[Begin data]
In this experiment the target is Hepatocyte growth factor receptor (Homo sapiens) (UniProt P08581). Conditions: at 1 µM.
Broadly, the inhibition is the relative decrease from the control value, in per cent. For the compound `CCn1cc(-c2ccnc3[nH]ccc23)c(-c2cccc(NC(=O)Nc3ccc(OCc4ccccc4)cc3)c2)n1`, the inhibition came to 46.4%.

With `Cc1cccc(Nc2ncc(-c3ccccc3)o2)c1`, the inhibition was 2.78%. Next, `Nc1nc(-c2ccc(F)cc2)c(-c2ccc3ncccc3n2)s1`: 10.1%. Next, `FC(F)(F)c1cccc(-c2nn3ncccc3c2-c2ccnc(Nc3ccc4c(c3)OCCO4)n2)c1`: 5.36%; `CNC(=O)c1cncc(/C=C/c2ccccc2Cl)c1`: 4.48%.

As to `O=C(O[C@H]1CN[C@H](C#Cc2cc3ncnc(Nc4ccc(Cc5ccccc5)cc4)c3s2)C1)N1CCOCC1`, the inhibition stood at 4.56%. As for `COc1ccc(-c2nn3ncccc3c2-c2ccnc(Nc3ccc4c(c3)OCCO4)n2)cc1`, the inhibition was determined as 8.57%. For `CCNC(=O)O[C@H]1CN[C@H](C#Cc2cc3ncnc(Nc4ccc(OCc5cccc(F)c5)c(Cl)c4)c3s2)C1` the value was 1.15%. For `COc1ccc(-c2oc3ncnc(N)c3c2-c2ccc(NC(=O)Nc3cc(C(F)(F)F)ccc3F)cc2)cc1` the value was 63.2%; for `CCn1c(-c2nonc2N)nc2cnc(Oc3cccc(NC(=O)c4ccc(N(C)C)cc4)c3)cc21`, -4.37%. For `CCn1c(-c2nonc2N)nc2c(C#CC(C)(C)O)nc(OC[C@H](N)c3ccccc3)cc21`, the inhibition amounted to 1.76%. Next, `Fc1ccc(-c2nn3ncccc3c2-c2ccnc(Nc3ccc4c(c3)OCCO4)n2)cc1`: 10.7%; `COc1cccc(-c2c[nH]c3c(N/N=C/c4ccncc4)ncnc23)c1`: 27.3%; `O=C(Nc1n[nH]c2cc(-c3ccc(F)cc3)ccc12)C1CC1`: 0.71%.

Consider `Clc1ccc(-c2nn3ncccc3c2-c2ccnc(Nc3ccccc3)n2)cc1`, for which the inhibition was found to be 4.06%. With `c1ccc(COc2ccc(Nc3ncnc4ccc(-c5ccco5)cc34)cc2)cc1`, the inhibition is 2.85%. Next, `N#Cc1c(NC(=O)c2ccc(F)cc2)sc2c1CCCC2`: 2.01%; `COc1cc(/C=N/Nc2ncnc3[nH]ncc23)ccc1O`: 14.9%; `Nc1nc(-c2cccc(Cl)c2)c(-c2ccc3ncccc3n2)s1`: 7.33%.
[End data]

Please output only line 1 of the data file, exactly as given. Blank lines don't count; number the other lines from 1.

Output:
In this experiment the target is Hepatocyte growth factor receptor (Homo sapiens) (UniProt P08581). Conditions: at 1 µM.